June 15, 2008

Almost a year after smoking ban in UK, less heart attack cases

In a pointer towards a connection between a cardiac arrest and smoking restrictions, studies revealed today that the number of heart attack cases have fallen sharply in the country since smoking was banned in public places in the United Kingdom.

Coming 11 months after the smoking ban in public places was introduced in UK, the figures reveal that nearly six in ten National Health Service trusts reported a decrease in the number of heart patients being admitted in emergency wards. Some hospitals have seen the number of cases decline by as much as 41 per cent since last July, when the ban came into force.

The Government has not yet published figures documenting the effects of the ban in England, but the National Health Service records show that there were 1,384 fewer heart attacks in the nine months after the legislation was introduced than in the same period a year earlier. Similar studies in Scotland and Ireland, where a public-smoking ban was introduced in 2006, also registered hospital admissions for heart attacks falling by 17 and 14 per cent respectively.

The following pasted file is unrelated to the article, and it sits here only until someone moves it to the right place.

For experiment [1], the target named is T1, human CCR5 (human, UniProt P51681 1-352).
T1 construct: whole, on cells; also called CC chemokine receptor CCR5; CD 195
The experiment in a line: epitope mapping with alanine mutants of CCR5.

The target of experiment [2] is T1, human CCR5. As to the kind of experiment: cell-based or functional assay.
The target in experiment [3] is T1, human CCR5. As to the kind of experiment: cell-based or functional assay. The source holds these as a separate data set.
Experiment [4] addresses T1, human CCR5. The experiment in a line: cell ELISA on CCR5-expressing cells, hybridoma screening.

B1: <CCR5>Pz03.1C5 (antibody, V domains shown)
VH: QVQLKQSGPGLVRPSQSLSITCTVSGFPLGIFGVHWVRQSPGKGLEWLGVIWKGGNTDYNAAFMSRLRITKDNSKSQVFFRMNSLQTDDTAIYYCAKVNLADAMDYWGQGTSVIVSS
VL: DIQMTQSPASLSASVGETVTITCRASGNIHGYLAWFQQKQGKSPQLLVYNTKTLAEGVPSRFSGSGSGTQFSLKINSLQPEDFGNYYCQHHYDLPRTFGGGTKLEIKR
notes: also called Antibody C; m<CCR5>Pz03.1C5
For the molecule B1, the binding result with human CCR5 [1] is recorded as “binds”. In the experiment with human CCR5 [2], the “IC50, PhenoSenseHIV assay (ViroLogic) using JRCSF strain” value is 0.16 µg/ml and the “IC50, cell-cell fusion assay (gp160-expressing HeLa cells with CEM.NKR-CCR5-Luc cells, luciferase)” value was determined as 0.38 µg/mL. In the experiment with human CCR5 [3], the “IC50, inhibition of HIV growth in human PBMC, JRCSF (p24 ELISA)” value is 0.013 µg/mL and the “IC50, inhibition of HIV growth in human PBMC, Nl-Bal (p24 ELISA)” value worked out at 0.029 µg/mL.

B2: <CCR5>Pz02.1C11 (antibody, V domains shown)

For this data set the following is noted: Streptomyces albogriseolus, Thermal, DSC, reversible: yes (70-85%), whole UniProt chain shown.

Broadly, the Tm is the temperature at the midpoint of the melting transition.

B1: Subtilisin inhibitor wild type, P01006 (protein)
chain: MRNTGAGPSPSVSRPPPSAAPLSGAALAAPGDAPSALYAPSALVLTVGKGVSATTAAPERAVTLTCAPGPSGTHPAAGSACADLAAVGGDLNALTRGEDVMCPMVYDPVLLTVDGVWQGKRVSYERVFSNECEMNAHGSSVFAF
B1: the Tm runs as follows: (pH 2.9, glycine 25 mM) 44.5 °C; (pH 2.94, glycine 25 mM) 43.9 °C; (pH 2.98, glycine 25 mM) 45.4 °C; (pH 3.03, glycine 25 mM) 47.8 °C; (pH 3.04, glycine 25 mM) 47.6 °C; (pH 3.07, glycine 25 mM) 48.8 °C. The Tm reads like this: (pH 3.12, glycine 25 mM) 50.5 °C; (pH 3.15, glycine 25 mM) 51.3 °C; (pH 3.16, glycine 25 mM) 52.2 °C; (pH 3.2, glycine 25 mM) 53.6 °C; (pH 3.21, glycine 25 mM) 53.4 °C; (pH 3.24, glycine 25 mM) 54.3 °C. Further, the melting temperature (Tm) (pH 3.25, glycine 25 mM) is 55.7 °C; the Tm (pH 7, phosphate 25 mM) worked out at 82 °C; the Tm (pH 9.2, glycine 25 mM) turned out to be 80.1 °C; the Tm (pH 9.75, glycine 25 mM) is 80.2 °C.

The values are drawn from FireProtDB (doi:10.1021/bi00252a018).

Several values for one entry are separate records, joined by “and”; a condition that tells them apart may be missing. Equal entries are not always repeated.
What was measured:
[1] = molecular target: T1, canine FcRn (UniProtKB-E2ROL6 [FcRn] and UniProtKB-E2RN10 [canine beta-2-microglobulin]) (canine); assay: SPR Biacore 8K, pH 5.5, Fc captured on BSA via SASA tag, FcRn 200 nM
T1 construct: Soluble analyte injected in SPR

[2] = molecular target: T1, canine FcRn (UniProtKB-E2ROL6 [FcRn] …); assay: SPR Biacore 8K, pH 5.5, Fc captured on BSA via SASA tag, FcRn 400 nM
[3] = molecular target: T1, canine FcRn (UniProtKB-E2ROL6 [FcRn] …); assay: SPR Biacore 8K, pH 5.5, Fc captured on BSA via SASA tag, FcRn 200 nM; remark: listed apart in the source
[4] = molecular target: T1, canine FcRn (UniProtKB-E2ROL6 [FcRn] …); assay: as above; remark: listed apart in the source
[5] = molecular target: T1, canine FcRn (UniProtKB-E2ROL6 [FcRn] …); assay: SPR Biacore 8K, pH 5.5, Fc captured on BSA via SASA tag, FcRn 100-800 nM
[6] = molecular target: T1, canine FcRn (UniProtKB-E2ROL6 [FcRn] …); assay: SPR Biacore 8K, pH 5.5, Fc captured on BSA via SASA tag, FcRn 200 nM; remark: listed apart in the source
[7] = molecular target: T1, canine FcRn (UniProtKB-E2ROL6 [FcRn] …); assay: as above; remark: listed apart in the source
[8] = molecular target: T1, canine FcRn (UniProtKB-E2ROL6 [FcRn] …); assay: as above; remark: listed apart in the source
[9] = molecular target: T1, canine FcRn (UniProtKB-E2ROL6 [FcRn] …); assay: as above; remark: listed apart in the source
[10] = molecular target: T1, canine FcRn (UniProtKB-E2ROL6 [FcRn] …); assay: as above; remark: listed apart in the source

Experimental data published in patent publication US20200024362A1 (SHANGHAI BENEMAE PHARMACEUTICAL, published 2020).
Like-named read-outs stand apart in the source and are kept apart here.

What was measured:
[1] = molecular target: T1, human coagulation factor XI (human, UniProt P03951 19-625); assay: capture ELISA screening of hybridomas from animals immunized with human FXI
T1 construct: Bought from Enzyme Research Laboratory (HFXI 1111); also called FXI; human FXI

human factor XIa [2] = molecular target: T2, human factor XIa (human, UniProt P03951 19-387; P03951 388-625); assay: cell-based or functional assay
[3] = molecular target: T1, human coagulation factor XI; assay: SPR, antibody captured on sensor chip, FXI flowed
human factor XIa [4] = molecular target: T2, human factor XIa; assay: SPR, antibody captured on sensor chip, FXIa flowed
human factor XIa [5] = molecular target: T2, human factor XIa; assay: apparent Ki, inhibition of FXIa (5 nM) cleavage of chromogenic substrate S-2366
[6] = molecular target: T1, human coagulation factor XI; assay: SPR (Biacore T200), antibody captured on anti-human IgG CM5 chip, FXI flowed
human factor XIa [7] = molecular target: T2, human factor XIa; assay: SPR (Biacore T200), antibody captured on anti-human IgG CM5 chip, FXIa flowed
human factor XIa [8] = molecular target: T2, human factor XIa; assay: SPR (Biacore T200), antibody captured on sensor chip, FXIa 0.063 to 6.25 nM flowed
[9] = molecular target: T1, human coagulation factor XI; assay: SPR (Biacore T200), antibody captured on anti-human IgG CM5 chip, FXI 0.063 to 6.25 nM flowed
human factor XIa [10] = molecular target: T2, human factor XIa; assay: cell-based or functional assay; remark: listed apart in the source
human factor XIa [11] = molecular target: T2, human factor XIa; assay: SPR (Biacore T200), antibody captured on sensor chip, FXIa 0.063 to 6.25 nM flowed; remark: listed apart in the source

Comparable evidence has also come from France and Italy, pointing towards a link between drop in heart attacks and smoking ban.

The British Heart Foundation said the figures showed that the smoking ban was the "most significant public health initiative (in) this century".

The drop in the rate of heart attacks have been attributed to a large number of people stopping smoking, and far fewer people being exposed to airborne toxins through passive smoking.

The Department of Health also welcomed the figures as "goods news" but added that it was too early to attribute the fall in heart attack rates to the new legislation.

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